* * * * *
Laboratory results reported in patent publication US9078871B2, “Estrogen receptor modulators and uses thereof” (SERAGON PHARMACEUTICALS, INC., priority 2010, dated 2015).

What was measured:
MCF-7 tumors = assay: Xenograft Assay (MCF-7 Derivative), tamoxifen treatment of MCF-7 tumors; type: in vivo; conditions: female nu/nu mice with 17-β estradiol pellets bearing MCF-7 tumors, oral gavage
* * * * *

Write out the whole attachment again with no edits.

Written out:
Laboratory results reported in patent publication US9078871B2, “Estrogen receptor modulators and uses thereof” (SERAGON PHARMACEUTICALS, INC., priority 2010, dated 2015).

What was measured:
MCF-7 tumors = assay: Xenograft Assay (MCF-7 Derivative), tamoxifen treatment of MCF-7 tumors; type: in vivo; conditions: female nu/nu mice with 17-β estradiol pellets bearing MCF-7 tumors, oral gavage